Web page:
Dustin Winegardner is a long-time apparel industry executive who sees a chance to create a cleaner industry. Arvin Goods
It probably took about 150 gallons of water to make the pair of standard cotton/polyester socks on your feet. Seriously.
For years, Dustin Winegardner, the founder of Seattle-based Arvin Goods, lived with this knowledge, of vast amounts of natural resources consumed by apparel manufacturing. Then, two-and-half years ago, he saw a narrow path through the wall of conformity. The path would be paved with underwear and socks — a $4.6 billion category.
Volume businesses like clothing are bad for the environment and often have poor labor standards, to boot. Cotton requires a lot of water to grow, a problem that is magnified because so many clothes are produced in India, where irrigation is inefficient and pesticide use is prevalent.
For years, as an executive, Winegardner tried unsuccessfully to sell big companies on the idea that consumers would pay more for an environmentally sound brand.
But it was a no-go. No one knows if consumers will see good-for-the-planet the same way they see luxury , triggering their willingness to pay more. “Organic” has taken root, but that’s essentially a selfish message , something like: “If you buy this product, you’ll be healthier.”
Big companies doubt the altruism of their consumers. “There’s no financial incentive for the giants to change their supply chain for the long-term good,” he said. “If you work at a publicly traded company and the numbers dip, you’re out of a job. You’ve got Squawk Box ready to take you down.”
“I saw the massive scale of the basics category. It’s a repeated purchase,” he said. “And no one had sustainability as the starting point for a brand. I knew I had to make socks.”
He founded Arvin Goods to sell socks and underwear made from a 50/50 blend of cotton cutting waste and post-consumer plastic bottles. Set to hit $1 million in revenue this year, Arvin grew out of a couple of key turning points in the industry, including the availability of the material Arvin’s garments are made from and the faith of some mom-and-pop retailers in Arvin.
Arvin is appearing this summer in Urban Outfitters with socks that retail for about the same price as other high-end socks, $10-$14.
“If Arvin becomes a $100 million company … my impact is nothing,” Winegardner said. “I wouldn’t actually make any impact on sustainability.”
Turning Point #1: Recognizing the Desire for Change
Winegardner recognized that many people within the apparel manufacturing system wanted to do better by the planet, but felt hamstrung.
One of his clothing clients, Volcom, tried to launch an ecologically sound micro collection. He looked into it. The costs were only marginally higher — sometimes only about 10% — but in a business where the profits are often less than 20%, a 10% hit is a devastating number.
Turning Point #2: Sustainability Becomes a Buzzword
Then, about five years ago, the idea of sustainability took root, and companies started selling organic cotton (though it doesn’t necessarily have an impact on water use). Many still didn’t have an appetite for the risk of launching higher-priced clothing, but Winegardner recognized that in business as well as life, the aspiration is often the starting point.
ITC, the Amsterdam conglomerate that Winegardner still works for, asked him to develop a platform of environmentally better material. He found an 80-year-old yarn mill in Spain that had been recycling remnants of cotton yarn for 40 years. But they’d discovered how to do it more cost-effectively. It was cheaper. In other cases, suppliers had figured out how to make yarn out of recycled bottles.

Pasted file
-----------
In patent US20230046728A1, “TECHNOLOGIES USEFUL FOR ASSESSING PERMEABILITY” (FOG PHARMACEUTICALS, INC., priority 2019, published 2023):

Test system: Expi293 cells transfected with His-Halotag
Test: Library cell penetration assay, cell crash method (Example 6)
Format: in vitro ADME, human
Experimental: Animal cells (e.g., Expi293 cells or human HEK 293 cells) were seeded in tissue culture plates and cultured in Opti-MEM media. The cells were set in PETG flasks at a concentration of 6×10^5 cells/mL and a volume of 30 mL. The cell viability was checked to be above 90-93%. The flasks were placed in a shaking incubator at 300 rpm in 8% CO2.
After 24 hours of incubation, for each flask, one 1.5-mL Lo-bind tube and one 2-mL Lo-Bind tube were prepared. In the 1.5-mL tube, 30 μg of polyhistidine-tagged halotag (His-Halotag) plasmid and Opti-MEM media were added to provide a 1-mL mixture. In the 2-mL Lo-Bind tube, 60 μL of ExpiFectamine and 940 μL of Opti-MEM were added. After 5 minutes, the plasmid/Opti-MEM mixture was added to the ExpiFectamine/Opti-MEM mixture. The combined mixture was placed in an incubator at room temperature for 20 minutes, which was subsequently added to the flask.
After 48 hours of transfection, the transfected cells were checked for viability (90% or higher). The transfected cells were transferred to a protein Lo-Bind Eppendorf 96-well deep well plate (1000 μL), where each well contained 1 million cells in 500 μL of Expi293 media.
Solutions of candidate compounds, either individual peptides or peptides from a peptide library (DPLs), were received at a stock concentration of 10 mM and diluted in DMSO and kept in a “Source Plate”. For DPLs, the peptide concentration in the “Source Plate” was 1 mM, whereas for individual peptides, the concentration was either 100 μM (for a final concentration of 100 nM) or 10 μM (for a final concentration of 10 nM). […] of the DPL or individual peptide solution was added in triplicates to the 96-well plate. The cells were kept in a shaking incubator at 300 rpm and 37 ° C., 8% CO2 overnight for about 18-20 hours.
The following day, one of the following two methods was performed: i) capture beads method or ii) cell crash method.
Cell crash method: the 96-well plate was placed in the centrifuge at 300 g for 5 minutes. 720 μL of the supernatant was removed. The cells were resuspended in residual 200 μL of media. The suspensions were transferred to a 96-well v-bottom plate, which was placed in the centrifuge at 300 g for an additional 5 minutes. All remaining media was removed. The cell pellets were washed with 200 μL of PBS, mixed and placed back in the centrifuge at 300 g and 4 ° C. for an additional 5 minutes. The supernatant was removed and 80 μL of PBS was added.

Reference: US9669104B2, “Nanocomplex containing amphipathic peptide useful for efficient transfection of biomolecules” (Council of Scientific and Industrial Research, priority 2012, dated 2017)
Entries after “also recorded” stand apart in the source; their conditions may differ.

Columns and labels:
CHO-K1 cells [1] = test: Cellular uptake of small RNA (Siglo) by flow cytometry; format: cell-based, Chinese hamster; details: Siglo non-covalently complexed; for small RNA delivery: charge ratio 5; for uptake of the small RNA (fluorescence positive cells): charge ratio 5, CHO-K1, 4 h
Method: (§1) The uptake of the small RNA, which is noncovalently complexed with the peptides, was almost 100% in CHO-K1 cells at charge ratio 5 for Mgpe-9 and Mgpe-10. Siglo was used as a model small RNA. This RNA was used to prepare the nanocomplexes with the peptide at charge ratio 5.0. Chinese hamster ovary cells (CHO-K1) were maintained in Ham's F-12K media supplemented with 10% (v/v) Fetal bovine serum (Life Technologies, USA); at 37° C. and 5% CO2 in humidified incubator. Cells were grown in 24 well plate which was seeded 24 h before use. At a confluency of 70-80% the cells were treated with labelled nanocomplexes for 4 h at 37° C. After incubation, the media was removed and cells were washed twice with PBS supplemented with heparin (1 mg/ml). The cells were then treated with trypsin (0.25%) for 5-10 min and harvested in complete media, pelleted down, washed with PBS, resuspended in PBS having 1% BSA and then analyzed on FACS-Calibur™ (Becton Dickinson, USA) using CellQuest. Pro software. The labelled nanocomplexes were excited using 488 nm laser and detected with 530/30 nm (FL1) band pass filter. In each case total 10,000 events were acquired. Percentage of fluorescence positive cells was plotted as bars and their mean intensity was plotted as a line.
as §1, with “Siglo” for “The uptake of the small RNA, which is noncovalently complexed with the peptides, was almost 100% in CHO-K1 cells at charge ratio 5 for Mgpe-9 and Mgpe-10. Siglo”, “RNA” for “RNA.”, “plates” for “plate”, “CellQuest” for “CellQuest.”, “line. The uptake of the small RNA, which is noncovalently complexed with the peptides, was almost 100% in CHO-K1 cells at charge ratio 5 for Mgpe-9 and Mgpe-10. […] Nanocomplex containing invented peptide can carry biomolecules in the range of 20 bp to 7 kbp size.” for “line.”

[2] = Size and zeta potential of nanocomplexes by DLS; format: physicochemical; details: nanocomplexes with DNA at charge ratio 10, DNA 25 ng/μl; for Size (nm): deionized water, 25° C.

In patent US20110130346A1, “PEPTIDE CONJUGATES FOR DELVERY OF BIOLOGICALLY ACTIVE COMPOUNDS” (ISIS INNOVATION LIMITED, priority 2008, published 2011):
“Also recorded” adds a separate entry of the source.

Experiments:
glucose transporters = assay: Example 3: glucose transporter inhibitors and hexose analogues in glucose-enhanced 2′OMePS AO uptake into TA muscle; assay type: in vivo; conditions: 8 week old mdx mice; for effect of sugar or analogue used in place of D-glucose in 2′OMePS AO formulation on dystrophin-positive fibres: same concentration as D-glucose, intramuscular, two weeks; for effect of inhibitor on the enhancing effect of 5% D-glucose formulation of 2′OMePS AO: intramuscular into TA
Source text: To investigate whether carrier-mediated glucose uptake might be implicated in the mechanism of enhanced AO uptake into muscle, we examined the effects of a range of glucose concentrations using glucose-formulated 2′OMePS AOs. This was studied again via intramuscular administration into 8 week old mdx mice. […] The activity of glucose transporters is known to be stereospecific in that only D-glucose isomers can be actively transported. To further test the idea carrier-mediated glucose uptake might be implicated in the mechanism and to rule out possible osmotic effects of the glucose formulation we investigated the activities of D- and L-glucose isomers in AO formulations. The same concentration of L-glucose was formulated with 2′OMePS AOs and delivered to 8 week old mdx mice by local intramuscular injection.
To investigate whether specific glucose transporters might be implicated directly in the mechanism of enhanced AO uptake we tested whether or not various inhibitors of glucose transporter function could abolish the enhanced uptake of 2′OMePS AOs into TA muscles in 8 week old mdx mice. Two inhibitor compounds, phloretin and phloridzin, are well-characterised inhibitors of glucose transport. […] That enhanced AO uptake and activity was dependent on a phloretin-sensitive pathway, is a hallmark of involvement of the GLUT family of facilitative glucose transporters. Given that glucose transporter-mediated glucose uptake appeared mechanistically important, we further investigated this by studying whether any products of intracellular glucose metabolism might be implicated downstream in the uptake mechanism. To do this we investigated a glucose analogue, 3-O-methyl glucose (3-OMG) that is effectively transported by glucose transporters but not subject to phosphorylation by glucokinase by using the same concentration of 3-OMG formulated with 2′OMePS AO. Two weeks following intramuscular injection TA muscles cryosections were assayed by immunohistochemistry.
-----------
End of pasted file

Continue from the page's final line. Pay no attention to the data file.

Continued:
Turning Point #3: Arvin Launches
Winegardner approached his employers about launching a brand, which would make the concept easier to sell in the United States. In September 2016, he started developing Arvin. Executives at ITC were supportive; eventually Winegardner developed Arvin and separated it from ITC. It launched as a separate company in June 2017.
He and designer Harry Fricker now own a majority of it.
In November 2016, the first samples arrived. “We put them on our feet, and I knew we could make as good or better (than standard socks),” Winegardner said. “I have millions of socks in my background.”
The first idea was to sell their product in big retail chains. But their packaging and web site didn’t explain quickly enough why consumers should invest more than $10 in socks, and retailers didn’t bite.
Turning Point #4: Focusing on Messaging, and Mom and Pops
So he and Fricker scaled back for six months. “Let’s focus on our own messaging. Let’s have total control of the story.”
That worked. That has led to more wholesale distribution in regional and mom-and-pop retailers. A handful of those that took a risk early were Shoeaholic in Eugene, Oregon; Woosah, in Grand Rapids, Mich.; Bridge and Burn, and Citizen Supply in Atlanta, Ga. Winegardner had met the owner at a trade show. “They took a flyer on us and gave us our first full brand position,” he said. The sales gave him a story to take to Urban Outfitters.
Now the question is whether consumers are ready to hear what Arvin is saying, and still, whether Winegardner and Fricker have honed the message enough.
“Consumers will pay more for better,” said Winegardner. “But you only have about seven seconds to make them understand that something is better.”
Winegardner has relied on auditing services, including BSCI and WRAP, that work in apparel manufacturing to certify that the socks, underwear and beanies, are made sustainably and without abusive labor practices.
The cutting, stitching and knitting of the socks is done in China. Winegardner has a relationship with the owner of the factory, and he says he’s been there many times.
“Our barrier to growth is nothing more than consumer education,” he said. “People hear sustainability but they don’t know what it means.”
Originally published in Forbes.com, April 22, 2019